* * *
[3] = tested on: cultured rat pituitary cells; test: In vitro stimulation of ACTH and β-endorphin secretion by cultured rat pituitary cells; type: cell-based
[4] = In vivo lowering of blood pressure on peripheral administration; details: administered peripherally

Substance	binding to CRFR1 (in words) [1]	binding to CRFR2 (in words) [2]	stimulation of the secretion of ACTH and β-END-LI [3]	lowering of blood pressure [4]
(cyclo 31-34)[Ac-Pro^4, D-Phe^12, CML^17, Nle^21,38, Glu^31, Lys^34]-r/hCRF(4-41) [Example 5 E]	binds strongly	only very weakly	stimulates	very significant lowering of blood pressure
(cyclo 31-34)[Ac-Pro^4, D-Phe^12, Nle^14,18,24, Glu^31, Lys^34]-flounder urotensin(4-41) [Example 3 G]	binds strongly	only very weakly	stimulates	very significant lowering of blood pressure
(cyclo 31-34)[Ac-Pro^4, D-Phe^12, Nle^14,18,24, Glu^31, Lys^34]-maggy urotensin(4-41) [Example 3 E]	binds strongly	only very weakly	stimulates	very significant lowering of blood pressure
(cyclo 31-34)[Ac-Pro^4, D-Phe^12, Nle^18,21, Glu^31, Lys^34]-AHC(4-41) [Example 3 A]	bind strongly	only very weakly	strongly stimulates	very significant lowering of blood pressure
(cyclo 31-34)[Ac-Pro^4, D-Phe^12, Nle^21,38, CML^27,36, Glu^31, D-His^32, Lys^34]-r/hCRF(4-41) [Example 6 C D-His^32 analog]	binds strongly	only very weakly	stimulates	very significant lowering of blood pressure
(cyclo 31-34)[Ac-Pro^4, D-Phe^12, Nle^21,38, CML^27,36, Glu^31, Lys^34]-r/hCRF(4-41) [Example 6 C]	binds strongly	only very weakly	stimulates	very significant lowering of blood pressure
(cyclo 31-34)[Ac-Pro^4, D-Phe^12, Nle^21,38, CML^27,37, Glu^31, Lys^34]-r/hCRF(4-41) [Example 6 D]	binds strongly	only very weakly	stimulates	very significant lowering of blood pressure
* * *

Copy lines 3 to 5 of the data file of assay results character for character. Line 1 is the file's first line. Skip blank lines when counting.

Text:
Substance	binding to CRFR1 (in words) [1]	binding to CRFR2 (in words) [2]	stimulation of the secretion of ACTH and β-END-LI [3]	lowering of blood pressure [4]
(cyclo 31-34)[Ac-Pro^4, D-Phe^12, CML^17, Nle^21,38, Glu^31, Lys^34]-r/hCRF(4-41) [Example 5 E]	binds strongly	only very weakly	stimulates	very significant lowering of blood pressure
(cyclo 31-34)[Ac-Pro^4, D-Phe^12, Nle^14,18,24, Glu^31, Lys^34]-flounder urotensin(4-41) [Example 3 G]	binds strongly	only very weakly	stimulates	very significant lowering of blood pressure